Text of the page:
There are ways to reduce file size, but this often comes at a loss of quality, especially if you’re unwilling to invest in software.
Thomas Edison believed that the ideal frame rate was 46 FPS, saying that anything less would “strain the eye,” but in fact, the opposite seems to be true.
Surprisingly, having an FPS that’s too high can make videos seem unnatural! This may seem counterintuitive; shouldn’t having more images per second make the video seem more realistic. But as stated above, the lack of motion blur in high FPS can make people nauseous.
Since there’s less room for the human mind to fill in the blanks, 60 FPS can make videos seem unnatural or have a “soap opera” quality. An unnatural quality will distract from the content of your video.
Low Refresh Rates
The refresh rate on a monitor is the number of times that it displays a new image, measured in hertz (Hz). Most TVs operate at 60 Hz, but some are even lower at 30 Hz. Many 4K televisions, surprisingly, only offer 30 Hz. This is because the higher definition TVs have double the amount of pixels and would require much more processing power to refresh so frequently.
Older TVs almost always have a 60 Hz refresh rate due to interlacing. Interlacing is a technique where they lock two frames from videos with a frame rate of 30 together. Interlacing creates artificial motion blur, as you will get two frames in one shot. However, older pc monitors may have slower refresh rates than 60 since they were the first kind of monitor to incorporate progressive refreshing.
If frame rates continue to increase, many displays won’t be able to accommodate them since frame rates are capped at refresh rates. Therefore, a television of 30 Hz will only display an FPS of 30.
Easier To Edit
There are also advantages to having higher frame rates. For example, you can edit higher FPS videos with much more ease than lower FPS. You can always pare down a high FPS video to a lower FPS. Lower FPS cannot be converted to higher FPS.
It’s impossible to raise the frame rate of a video, but you can always reduce the frame rate. The reason for that is simple: it’s impossible to insert images where none exist, but it’s relatively simple to remove existing images from videos with too many. If you anticipate doing a lot of editing, you will want to shoot in a higher FPS.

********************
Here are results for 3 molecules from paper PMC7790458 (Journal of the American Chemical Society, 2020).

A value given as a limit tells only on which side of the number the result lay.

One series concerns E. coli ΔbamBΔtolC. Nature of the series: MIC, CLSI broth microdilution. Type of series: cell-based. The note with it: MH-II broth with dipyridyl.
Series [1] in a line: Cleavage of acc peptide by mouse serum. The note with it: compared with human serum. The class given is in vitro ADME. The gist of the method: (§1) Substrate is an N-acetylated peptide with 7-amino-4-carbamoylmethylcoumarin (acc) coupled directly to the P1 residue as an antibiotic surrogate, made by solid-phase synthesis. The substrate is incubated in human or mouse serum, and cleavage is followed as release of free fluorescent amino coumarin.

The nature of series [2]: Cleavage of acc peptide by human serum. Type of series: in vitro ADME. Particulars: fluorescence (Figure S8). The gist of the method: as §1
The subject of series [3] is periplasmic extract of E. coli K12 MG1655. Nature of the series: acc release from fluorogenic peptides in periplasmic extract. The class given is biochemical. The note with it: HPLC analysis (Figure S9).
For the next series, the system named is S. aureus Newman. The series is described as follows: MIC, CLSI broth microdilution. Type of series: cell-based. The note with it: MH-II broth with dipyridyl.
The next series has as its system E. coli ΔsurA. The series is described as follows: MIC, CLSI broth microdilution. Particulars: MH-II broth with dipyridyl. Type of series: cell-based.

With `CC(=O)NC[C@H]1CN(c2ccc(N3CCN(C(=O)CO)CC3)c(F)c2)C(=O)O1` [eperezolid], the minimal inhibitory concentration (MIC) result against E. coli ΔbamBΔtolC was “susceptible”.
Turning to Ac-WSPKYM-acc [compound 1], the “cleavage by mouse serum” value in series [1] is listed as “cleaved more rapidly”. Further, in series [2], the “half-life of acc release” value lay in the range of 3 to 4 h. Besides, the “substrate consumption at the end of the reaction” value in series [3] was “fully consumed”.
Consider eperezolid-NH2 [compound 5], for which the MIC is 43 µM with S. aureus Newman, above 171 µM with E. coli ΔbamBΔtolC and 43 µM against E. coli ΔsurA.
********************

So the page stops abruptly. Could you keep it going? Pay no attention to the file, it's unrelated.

Easier To Slow Down
It’s also much easier to add a slow-motion effect to a higher FPS video. A video with 24 FPS will resemble a stop-motion video, with long pauses in between each image. High FPS videos can create slow-motion effects with ease.
What Size FPS Should I Use?
Different frame rates are better in different contexts, depending on what kind of effect you are trying to achieve.
- 16 FPS: Early silent films fluctuated around 16 frame rates per second. Old-timey cameras were hand-cranked, resulting in inconsistent and slower frame rates. If you’re filming something meant to look like it was filmed in the past, 16 is an ideal FPS.
- 24 FPS: Most TV shows are filmed in 24 FPS, though they are slowly moving towards 30 FPS. 24 will work for most kinds of videos.
- 30 FPS: Movies are typically filmed at this frame rate since it reveals a little more detail than 24. 30 FPS is also used for sports broadcasts since the fast motion tends to get blurry at lower rates.
- 48 FPS: 48 FPS is a newer frame rate used by filmmakers. The idea is that this is a more “cinematic” frame rate and will reveal more detail. However, for the reasons described above, this high frame rate can actually be distracting to audiences. Peter Jackson filmed the second Hobbit film in 48 FPS, to mixed reactions. Most theaters don’t even project higher than 24 FPS.
- 60 FPS: If you have any intention of editing parts of your video to slow-motion, you should film in 60 FPS. If you’re a professional videographer with a wedding to shoot, anticipate that your clients will want some of the special moments slowed down.
What Kind of Camera To Use
When shooting a video, a good rule of thumb is that the camera’s shutter speed should be at least twice as much as the FPS you want for the video. If you would like to shoot a standard 30 FPS movie, you should invest in a camera with a shutter speed of 1/60. If you already have a camera, check on the shutter speed.
If you find that your camera has too low a shutter speed, there are plenty of affordable models out there.
- If you’re a streamer or YouTuber, an excellent camera that’s capable of shooting 1/60 is the Razer Kiyo Streaming Webcam, which comes equipped with an adjustable ring light.